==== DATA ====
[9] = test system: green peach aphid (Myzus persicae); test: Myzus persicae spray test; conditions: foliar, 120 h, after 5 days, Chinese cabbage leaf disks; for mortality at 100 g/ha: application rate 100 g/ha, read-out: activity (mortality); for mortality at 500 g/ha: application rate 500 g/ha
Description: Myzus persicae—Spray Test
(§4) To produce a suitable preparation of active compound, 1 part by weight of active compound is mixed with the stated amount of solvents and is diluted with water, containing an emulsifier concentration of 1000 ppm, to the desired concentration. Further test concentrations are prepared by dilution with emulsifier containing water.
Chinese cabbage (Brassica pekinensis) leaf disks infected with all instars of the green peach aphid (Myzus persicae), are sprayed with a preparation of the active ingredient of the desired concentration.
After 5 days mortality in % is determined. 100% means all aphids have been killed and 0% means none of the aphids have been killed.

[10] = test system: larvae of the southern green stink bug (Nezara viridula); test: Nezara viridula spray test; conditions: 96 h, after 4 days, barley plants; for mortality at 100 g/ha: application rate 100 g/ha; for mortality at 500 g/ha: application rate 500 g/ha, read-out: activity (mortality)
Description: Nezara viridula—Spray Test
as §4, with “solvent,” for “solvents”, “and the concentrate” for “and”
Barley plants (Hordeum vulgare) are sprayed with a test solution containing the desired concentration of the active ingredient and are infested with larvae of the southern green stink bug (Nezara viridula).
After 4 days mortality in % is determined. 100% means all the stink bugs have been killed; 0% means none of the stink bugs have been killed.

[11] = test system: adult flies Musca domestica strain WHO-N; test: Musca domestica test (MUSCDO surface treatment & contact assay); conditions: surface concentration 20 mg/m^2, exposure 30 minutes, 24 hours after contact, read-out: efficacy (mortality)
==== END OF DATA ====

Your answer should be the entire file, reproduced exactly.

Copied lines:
[9] = test system: green peach aphid (Myzus persicae); test: Myzus persicae spray test; conditions: foliar, 120 h, after 5 days, Chinese cabbage leaf disks; for mortality at 100 g/ha: application rate 100 g/ha, read-out: activity (mortality); for mortality at 500 g/ha: application rate 500 g/ha
Description: Myzus persicae—Spray Test
(§4) To produce a suitable preparation of active compound, 1 part by weight of active compound is mixed with the stated amount of solvents and is diluted with water, containing an emulsifier concentration of 1000 ppm, to the desired concentration. Further test concentrations are prepared by dilution with emulsifier containing water.
Chinese cabbage (Brassica pekinensis) leaf disks infected with all instars of the green peach aphid (Myzus persicae), are sprayed with a preparation of the active ingredient of the desired concentration.
After 5 days mortality in % is determined. 100% means all aphids have been killed and 0% means none of the aphids have been killed.

[10] = test system: larvae of the southern green stink bug (Nezara viridula); test: Nezara viridula spray test; conditions: 96 h, after 4 days, barley plants; for mortality at 100 g/ha: application rate 100 g/ha; for mortality at 500 g/ha: application rate 500 g/ha, read-out: activity (mortality)
Description: Nezara viridula—Spray Test
as §4, with “solvent,” for “solvents”, “and the concentrate” for “and”
Barley plants (Hordeum vulgare) are sprayed with a test solution containing the desired concentration of the active ingredient and are infested with larvae of the southern green stink bug (Nezara viridula).
After 4 days mortality in % is determined. 100% means all the stink bugs have been killed; 0% means none of the stink bugs have been killed.

[11] = test system: adult flies Musca domestica strain WHO-N; test: Musca domestica test (MUSCDO surface treatment & contact assay); conditions: surface concentration 20 mg/m^2, exposure 30 minutes, 24 hours after contact, read-out: efficacy (mortality)